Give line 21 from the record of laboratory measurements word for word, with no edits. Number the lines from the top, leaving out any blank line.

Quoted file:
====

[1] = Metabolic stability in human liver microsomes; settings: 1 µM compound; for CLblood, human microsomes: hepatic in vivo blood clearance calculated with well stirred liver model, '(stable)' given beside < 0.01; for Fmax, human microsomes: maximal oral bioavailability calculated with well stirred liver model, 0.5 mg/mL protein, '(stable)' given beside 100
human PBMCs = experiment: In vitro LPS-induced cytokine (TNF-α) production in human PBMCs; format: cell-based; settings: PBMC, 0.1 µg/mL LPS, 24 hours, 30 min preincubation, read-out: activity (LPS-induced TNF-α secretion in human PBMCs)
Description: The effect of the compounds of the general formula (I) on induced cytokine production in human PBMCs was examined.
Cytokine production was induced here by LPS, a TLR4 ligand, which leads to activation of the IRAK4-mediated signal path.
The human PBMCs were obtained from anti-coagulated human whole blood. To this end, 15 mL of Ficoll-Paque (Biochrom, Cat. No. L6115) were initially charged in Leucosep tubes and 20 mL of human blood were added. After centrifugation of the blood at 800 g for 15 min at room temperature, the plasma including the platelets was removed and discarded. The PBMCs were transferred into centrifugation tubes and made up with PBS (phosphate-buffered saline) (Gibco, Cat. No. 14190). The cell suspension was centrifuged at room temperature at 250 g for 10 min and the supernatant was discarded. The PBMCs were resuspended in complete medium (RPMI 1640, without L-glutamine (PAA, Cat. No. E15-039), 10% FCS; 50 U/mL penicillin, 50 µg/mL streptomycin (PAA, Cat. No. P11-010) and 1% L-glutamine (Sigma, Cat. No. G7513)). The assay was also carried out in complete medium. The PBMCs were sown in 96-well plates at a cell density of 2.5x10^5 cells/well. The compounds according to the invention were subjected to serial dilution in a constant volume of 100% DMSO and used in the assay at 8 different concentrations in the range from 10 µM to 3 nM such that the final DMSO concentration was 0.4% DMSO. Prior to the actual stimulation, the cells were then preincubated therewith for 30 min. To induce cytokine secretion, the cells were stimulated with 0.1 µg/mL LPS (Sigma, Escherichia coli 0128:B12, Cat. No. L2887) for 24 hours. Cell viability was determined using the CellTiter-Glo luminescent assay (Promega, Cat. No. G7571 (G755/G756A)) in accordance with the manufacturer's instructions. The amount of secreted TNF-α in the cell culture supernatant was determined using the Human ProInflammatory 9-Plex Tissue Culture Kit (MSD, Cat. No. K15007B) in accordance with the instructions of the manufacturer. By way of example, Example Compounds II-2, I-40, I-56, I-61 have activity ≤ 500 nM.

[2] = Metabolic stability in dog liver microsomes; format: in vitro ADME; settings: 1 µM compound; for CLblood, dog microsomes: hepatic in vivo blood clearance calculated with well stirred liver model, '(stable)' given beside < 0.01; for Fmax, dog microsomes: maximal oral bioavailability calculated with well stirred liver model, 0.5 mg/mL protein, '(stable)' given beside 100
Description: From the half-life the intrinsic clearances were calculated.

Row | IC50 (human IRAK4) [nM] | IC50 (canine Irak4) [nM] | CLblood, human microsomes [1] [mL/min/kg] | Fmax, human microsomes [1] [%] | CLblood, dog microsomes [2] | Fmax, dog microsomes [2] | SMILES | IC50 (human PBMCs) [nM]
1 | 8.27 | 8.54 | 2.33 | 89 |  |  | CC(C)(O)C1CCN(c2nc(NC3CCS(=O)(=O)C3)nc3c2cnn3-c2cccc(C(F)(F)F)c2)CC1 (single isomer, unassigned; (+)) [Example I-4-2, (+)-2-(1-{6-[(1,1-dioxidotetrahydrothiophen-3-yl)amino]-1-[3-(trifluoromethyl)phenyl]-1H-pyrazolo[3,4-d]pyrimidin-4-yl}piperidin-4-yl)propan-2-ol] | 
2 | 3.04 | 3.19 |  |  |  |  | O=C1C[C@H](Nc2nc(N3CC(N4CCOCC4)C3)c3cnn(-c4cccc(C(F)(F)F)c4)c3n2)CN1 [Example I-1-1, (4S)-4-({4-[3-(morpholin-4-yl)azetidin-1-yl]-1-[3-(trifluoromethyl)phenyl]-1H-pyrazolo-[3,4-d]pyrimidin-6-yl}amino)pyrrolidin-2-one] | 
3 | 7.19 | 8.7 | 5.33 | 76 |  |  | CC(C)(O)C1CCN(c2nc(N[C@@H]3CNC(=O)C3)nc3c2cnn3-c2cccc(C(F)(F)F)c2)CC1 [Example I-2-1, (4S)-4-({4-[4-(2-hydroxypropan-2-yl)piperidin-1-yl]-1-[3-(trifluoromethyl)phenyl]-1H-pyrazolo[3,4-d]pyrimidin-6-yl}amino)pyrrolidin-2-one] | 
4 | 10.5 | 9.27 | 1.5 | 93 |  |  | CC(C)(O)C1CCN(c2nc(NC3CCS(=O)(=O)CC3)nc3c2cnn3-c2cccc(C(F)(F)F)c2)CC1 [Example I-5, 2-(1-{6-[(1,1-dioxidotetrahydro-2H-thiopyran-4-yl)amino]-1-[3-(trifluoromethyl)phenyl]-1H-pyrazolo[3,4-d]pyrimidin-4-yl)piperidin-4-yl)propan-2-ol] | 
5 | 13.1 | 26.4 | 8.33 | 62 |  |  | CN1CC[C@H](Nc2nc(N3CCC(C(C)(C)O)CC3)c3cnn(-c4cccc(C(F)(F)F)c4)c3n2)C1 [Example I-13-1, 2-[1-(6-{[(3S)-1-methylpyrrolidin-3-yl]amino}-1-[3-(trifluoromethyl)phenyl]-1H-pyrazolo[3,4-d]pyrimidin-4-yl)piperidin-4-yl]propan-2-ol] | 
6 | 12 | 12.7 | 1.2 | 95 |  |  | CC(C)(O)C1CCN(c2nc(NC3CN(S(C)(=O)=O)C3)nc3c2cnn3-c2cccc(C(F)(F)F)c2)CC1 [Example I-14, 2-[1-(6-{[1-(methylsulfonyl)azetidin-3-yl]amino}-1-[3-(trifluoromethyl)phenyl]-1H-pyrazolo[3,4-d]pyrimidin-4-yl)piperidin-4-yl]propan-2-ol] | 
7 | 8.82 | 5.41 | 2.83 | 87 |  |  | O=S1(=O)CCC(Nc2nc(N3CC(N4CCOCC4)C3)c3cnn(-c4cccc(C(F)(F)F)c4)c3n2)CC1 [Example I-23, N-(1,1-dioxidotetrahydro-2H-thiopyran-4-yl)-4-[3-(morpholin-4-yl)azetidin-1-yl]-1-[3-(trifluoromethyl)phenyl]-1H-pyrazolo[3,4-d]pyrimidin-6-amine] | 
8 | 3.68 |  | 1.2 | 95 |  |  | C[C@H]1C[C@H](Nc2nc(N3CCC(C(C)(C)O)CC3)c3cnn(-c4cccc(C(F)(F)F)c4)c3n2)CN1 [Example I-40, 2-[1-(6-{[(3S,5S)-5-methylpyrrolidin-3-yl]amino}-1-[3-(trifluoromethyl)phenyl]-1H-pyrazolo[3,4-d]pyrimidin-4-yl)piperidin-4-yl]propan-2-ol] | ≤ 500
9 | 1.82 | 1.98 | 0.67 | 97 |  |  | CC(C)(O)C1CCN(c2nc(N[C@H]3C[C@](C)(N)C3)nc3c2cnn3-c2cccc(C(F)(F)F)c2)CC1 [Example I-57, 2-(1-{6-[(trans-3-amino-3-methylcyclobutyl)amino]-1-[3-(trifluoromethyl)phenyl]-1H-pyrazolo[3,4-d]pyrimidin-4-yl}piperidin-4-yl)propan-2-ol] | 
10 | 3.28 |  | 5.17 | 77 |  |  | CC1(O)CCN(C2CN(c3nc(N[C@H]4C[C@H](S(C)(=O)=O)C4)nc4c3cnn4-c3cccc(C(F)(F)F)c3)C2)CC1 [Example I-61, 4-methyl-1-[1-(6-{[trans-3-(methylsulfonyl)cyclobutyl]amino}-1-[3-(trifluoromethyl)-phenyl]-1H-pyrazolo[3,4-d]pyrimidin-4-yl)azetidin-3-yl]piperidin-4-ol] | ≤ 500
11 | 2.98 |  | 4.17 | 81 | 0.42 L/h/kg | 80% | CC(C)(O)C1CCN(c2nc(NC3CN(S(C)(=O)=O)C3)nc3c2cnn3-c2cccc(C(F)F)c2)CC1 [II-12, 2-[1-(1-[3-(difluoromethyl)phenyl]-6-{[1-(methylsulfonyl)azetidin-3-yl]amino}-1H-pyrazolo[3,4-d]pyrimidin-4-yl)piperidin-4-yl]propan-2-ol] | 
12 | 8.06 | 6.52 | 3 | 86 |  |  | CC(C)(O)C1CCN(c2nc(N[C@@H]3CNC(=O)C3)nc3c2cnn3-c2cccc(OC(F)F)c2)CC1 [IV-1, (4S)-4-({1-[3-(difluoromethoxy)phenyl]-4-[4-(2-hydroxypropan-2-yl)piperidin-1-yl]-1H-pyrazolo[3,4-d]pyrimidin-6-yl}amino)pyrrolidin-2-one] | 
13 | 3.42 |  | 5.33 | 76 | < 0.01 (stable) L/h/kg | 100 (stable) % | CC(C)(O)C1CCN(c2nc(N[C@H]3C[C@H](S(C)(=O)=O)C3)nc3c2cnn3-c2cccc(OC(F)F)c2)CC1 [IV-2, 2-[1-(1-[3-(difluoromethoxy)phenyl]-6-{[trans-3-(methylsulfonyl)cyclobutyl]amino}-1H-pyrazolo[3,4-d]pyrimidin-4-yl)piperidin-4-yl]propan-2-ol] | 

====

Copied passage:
13 | 3.42 |  | 5.33 | 76 | < 0.01 (stable) L/h/kg | 100 (stable) % | CC(C)(O)C1CCN(c2nc(N[C@H]3C[C@H](S(C)(=O)=O)C3)nc3c2cnn3-c2cccc(OC(F)F)c2)CC1 [IV-2, 2-[1-(1-[3-(difluoromethoxy)phenyl]-6-{[trans-3-(methylsulfonyl)cyclobutyl]amino}-1H-pyrazolo[3,4-d]pyrimidin-4-yl)piperidin-4-yl]propan-2-ol] | 